I also need a substrate between the two sides so a thin layer of clear glass serves for that.
I tried to show the score line in the glass. I am not sure you can see it.
Then you take the strip cutter and cut the circles into strips, ~ 0.5″ wide.
Then chose the parts from each to make the flat that will be fused.
There will be one on each side. Turn the one set upside down and stack.
These are now ready for the kiln to be fused into flats then slumped over the bowl mold. Viola! Fused bowls that in the Roman style.
This weekend was Simple Day. It was a very enjoyable weekend. And I re-learned, it is the simple things that matter.
- The joy and ease of setting up camp with additional hands. Quickest ever.
- The joy of seeing a local group doing local things – begging a macaroon, giving out a baronial award, enjoying each other’s company. That kind of thing.
- The joy of good doughnuts.
- The joy of watching parents and children enjoy the day together (mostly looking at you Adam).
- The joy of a new(ish) person to the SCA meeting and geeking out with so many people.
- The joy of managing to perfectly peel one egg.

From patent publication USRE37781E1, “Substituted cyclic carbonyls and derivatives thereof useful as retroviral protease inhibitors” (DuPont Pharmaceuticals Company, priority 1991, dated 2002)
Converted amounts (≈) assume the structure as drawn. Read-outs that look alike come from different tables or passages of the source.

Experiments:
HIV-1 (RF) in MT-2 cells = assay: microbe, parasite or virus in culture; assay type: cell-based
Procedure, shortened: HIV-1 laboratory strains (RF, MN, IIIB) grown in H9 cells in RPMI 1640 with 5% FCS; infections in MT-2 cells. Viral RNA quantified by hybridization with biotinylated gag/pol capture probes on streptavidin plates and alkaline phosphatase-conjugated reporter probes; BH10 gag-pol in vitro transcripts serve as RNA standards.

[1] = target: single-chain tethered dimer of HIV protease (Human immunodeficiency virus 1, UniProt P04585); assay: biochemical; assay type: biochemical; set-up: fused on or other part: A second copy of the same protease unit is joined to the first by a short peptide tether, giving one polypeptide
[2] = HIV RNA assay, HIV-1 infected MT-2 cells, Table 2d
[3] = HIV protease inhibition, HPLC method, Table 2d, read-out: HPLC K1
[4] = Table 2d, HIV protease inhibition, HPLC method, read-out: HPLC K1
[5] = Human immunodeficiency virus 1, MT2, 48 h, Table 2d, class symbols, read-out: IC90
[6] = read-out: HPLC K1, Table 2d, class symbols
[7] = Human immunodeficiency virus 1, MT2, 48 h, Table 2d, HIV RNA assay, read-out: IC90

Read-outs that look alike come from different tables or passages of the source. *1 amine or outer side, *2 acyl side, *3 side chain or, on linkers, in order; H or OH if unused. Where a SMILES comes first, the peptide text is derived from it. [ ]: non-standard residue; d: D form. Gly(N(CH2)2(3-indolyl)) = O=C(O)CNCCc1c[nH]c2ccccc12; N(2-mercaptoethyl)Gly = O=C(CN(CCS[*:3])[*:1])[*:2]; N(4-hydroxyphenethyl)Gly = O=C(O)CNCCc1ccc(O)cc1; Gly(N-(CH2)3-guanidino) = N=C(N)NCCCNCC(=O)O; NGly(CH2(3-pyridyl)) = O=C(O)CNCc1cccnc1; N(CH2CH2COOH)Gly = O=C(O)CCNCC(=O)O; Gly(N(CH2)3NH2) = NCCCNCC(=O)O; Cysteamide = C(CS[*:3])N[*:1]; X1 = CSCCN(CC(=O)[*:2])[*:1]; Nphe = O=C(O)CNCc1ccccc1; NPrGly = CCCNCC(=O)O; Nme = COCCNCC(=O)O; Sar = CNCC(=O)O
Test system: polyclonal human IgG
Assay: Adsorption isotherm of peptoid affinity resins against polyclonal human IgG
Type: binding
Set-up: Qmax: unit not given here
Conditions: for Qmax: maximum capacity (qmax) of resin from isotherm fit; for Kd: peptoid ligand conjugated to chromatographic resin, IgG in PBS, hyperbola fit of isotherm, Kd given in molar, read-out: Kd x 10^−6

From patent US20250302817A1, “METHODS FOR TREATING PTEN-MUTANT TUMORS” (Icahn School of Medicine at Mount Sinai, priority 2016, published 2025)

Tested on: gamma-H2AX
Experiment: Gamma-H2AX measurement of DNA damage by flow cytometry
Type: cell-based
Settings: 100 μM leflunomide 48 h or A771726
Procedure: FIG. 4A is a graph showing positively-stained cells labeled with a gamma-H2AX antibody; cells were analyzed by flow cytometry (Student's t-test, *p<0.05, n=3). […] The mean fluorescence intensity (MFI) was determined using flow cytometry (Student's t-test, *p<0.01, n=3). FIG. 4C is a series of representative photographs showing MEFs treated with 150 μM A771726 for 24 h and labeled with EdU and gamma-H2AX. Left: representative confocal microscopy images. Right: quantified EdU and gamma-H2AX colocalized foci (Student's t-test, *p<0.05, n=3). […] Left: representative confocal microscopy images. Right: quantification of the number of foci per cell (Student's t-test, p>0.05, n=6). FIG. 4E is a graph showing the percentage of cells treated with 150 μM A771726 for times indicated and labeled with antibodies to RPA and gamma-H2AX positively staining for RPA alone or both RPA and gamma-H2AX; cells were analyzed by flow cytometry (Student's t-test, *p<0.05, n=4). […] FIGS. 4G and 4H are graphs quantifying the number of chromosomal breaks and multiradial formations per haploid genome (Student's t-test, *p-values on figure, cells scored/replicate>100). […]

- The joy of walking into a room like you are Norm on Cheers!
- The joy of hugs from close friends. Especially Llew. He gives good hugs
- The sad joy of hugging friends who are hurting and hoping that it helped.
- The joy of the blessings of the weather gods
- The joy of chatting with friends about just whatever.
- The joy of unexpected gifts from one’s SO.
- The shame-faced abashed joy of forgetting that one has not ever introduced one’s SO to their Majesties and subsequent ribbing that resulted.
- The joy of people using the photos you took at profile pics.
- The joy of teaching eager students
- The joy of learning that one’s efforts are worthwhile (apparently my vinegar makes good cheese)
- The joy of good food, good friends, and good song.
- The joy of meeting new people and remembering their names!
- The joy of going home again after a good weekend.
Simple Day is probably not all that simple to run but it is the simple things that matter.